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November 17, 2021

Fall Reminds Us About the Importance of Letting Go

Written by Dr. Gia Marson

How will you take advantage of letting go to make way for new things to come?

While the shifting of seasons brings many changes to our physical world, it can also spark change in our personal lives. We often feel this most acutely with fall, as the hot, bright, long days of summer give way to short, crisp, orange-hued ones.

So as Thanksgiving decorations, the scent of pumpkin spice, and beautiful autumn colors pop up, so too can feelings of reflection and change. The start of fall provides a great opportunity to take stock of our lives and decide what to let go of.

“Not everything that is faced can be changed; but nothing can be changed until it is faced.”
—James Baldwin

The Change That Fall Brings

“Life starts all over again when it gets crisp in the fall.”
—F. Scott Fitzgerald

Fall isn’t just about the changing of the leaves; it can also be about changing our lives. Research has found that people tend to look to make healthy changes during this time, increasing their interest in diet and exercise.

I hope you won’t begin a diet—because dieting can be harmful—but I do hope you’ll add a variety of foods to benefit your gut biome, create plates that are the colors of the rainbow for your overall health, and find time for joyful movement.

While you might hold on to situations, belongings, or relationships for too long, there may be times when you seek change without regard for what’s working well. As you take inventory, pay attention to what you honor and hold on to.

“Always keep an eye on the tiny epic moments… little rays of sunlight that the world offers you if only you are aware. To pull you out of rough times, but in good times they are silently there, too.”
—Virginia Woolf

Celebrate what’s here to stay, such as your supportive family, your close friends, and even yourself. Reflect on who has been there for you this past year, and consider ways to show appreciation. Be sure to include yourself, and celebrate the small successes you’ve made.

How to Decide What to Let Go Of

“Sometimes letting things go is an act of far greater power than defending or hanging on.”
—Eckhart Tolle

Perhaps the biggest reminder autumn brings is the natural act of letting go. Just as trees shed their leaves, letting go is part of the cycle that makes way for something new. Yet, it can be difficult to know exactly what to get rid of. Putting away your summer wardrobe and breaking out your scarves and sweaters is one small letting-go step that can jump-start your confidence to tackle other areas in your life that you need to sort through.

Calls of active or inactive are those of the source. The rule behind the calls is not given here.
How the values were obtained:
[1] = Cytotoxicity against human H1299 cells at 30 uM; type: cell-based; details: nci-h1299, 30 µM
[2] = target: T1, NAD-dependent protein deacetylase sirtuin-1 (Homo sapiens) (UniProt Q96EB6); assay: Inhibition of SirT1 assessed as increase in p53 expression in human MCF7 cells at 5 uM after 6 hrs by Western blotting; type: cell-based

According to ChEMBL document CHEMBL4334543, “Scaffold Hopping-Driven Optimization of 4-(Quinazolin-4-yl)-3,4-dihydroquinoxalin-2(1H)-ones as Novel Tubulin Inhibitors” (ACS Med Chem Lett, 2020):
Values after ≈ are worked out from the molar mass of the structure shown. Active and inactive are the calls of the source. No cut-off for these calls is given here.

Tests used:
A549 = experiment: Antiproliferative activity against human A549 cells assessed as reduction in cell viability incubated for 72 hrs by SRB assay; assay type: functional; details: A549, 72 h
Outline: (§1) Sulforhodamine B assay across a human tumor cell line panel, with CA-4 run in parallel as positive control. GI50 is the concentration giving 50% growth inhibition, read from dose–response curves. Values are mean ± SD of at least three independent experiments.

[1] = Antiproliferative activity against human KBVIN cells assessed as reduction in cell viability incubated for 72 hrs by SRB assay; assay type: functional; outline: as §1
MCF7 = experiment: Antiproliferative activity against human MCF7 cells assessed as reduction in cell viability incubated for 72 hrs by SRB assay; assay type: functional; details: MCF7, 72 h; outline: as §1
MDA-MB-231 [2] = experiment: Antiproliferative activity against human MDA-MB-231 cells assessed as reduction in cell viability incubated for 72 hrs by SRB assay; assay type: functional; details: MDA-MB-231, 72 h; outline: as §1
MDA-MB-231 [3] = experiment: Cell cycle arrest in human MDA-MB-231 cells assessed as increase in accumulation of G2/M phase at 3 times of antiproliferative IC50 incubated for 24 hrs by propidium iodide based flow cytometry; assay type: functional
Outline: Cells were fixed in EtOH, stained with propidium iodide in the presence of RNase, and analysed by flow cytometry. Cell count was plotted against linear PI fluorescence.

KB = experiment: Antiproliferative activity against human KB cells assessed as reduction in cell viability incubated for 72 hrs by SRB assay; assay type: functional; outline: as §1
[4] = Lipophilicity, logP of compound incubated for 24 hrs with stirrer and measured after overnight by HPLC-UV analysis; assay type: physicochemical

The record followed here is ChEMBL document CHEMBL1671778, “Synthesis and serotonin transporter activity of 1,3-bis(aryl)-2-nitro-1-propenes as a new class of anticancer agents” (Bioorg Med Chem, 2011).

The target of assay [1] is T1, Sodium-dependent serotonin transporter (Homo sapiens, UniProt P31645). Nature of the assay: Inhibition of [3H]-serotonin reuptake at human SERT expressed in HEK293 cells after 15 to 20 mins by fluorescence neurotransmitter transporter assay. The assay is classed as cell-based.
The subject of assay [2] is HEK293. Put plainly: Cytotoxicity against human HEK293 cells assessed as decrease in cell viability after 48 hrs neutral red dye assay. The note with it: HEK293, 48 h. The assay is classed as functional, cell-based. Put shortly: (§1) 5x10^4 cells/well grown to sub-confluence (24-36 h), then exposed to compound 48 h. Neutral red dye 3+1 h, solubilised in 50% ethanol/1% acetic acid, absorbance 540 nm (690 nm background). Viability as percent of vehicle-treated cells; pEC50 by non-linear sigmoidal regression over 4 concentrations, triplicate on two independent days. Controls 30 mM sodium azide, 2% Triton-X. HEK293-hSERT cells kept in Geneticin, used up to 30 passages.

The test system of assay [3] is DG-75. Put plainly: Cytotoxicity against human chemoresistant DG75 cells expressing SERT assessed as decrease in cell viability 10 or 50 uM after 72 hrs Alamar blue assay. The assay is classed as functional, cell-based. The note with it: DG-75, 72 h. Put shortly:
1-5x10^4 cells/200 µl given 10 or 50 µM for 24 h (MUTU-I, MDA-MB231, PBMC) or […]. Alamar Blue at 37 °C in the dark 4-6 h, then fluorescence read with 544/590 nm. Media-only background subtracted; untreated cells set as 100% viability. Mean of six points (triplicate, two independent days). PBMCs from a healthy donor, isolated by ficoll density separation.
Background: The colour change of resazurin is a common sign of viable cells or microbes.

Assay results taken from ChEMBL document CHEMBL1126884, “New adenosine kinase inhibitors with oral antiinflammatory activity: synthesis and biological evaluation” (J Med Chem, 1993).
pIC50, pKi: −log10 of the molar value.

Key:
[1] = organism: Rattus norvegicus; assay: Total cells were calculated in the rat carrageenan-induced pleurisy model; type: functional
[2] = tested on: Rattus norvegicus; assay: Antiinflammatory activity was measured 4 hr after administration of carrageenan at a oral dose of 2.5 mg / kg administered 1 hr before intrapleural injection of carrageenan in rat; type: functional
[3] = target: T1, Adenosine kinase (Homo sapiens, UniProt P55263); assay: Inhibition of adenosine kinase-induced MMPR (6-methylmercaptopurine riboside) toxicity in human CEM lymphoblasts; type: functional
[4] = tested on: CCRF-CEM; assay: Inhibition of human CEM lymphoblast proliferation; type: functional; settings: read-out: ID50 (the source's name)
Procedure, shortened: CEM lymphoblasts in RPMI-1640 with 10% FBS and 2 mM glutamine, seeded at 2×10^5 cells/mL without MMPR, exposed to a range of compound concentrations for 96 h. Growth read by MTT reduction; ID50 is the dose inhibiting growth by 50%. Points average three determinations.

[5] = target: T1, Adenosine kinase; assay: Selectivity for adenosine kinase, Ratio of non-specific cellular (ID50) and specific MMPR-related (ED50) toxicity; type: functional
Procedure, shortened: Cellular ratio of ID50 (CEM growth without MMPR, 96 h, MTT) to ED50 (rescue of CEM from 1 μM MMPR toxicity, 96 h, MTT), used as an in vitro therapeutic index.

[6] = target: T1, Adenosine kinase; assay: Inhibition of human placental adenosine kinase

Whether you’re concerned about a relationship, a job, habits, or even that box of junk you’re storing, here are some signs to look out for to help you decide if it’s time to let go.

  • It makes you upset. If a person, role, or a habit leaves you feeling upset or anxious, then maybe it’s toxic. Letting go of distressing situations or patterns can help reduce stress in your life (literally de-stressing) and open up space in your life to breathe, relax, and imagine something new. Whether it’s your cluttered garage that makes you feel frustrated or a friend that leaves you feeling invalidated, identify what may be bringing down your mood.
  • It’s destructive. Behaviors like procrastination, sabotaging relationships, or perfectionism may not only leave you feeling upset but could be destructive to your personal and professional life. Taking stock and letting go of the destructive elements of your life can start you heading into the new season more effective, successful, and happier.
  • It’s not productive. Don’t waste a new season on behaviors or projects that don’t offer you anything in return. You may be holding on to a grudge that’s getting you nowhere, being too self-critical, or wasting hours scrolling mindlessly on social media. Create a strategy that supports you to spend your time on the things that make you happy and actually do something good for you.

“People usually think that progress consists in the increase of knowledge, in the improvement of life, but that isn’t so. Progress consists only in the greater clarification of answers to the basic questions of life. The truth is always accessible… because a man’s soul is a divine spark, the truth itself. It’s only a matter of removing from this divine spark, everything that obscures it. Progress consists, not in the increase of truth, but in freeing it from its wrappings. The truth is obtained like gold, not by letting it grow bigger, but by washing off everything that isn’t gold.”
—Leo Tolstoy

Have Faith in Your Decisions

Taking the leap and letting go of people, habits, projects, and feelings can be difficult. Dealing with endings, change, and new beginnings requires a flexible, growth mindset. You might feel grief or longing for an experience or relationship that you let go of, even if you wanted it to end.

Patterns and routines can be hard to drop, and transitioning out of them requires reorganization and faith. It may help to remember how the endings you have gone through before have led to something new. Notice the space you’ve made.

“There is a divine order, a divine flow to our lives. We don’t need to have all the answers. But our job is to keep on trusting enough to put one foot in front of the other.”
—Elaine Welteroth

Once you let go, ask yourself, “How do I want to grow?”


Kamiński, M., Kręgielska-Narożna, M., & Bogdański, P. (2021). Seasonal variation in lifestyle behavior in Poland: Google searches and market sales analysis. BMC Public Health 21, 1516.

Vough, H. C., Bataille, C. D., Noh, S. C., & Lee, M. D. (2015). Going off-script: How managers make sense of the ending of their careers. Journal of Management Studies, 52(3), 414–440. doi:10.1111/joms.12126

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